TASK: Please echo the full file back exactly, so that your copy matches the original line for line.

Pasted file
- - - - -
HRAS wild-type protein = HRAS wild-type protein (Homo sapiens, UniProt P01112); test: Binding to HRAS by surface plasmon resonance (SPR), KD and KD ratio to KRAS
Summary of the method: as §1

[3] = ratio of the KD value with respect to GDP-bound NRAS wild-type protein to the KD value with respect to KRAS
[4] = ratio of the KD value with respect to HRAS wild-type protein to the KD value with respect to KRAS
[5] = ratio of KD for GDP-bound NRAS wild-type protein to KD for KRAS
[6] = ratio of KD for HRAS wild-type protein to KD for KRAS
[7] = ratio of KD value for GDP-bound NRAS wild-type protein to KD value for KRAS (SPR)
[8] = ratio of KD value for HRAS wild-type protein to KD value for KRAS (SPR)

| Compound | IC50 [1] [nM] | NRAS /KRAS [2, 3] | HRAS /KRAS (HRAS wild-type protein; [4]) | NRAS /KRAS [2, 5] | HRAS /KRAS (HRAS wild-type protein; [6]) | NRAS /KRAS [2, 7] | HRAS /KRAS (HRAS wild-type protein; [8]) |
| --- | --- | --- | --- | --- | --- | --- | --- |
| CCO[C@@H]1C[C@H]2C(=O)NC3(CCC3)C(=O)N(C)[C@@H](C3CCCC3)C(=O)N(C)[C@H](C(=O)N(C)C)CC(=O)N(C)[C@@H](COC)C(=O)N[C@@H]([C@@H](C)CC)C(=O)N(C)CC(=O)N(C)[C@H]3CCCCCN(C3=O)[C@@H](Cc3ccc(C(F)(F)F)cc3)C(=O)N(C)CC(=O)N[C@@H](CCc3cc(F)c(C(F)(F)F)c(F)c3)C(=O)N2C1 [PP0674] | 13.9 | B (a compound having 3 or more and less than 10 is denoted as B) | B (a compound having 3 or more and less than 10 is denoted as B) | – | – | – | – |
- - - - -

HRAS wild-type protein = HRAS wild-type protein (Homo sapiens, UniProt P01112); test: Binding to HRAS by surface plasmon resonance (SPR), KD and KD ratio to KRAS
Summary of the method: as §1

[3] = ratio of the KD value with respect to GDP-bound NRAS wild-type protein to the KD value with respect to KRAS
[4] = ratio of the KD value with respect to HRAS wild-type protein to the KD value with respect to KRAS
[5] = ratio of KD for GDP-bound NRAS wild-type protein to KD for KRAS
[6] = ratio of KD for HRAS wild-type protein to KD for KRAS
[7] = ratio of KD value for GDP-bound NRAS wild-type protein to KD value for KRAS (SPR)
[8] = ratio of KD value for HRAS wild-type protein to KD value for KRAS (SPR)

| Compound | IC50 [1] [nM] | NRAS /KRAS [2, 3] | HRAS /KRAS (HRAS wild-type protein; [4]) | NRAS /KRAS [2, 5] | HRAS /KRAS (HRAS wild-type protein; [6]) | NRAS /KRAS [2, 7] | HRAS /KRAS (HRAS wild-type protein; [8]) |
| --- | --- | --- | --- | --- | --- | --- | --- |
| CCO[C@@H]1C[C@H]2C(=O)NC3(CCC3)C(=O)N(C)[C@@H](C3CCCC3)C(=O)N(C)[C@H](C(=O)N(C)C)CC(=O)N(C)[C@@H](COC)C(=O)N[C@@H]([C@@H](C)CC)C(=O)N(C)CC(=O)N(C)[C@H]3CCCCCN(C3=O)[C@@H](Cc3ccc(C(F)(F)F)cc3)C(=O)N(C)CC(=O)N[C@@H](CCc3cc(F)c(C(F)(F)F)c(F)c3)C(=O)N2C1 [PP0674] | 13.9 | B (a compound having 3 or more and less than 10 is denoted as B) | B (a compound having 3 or more and less than 10 is denoted as B) | – | – | – | – |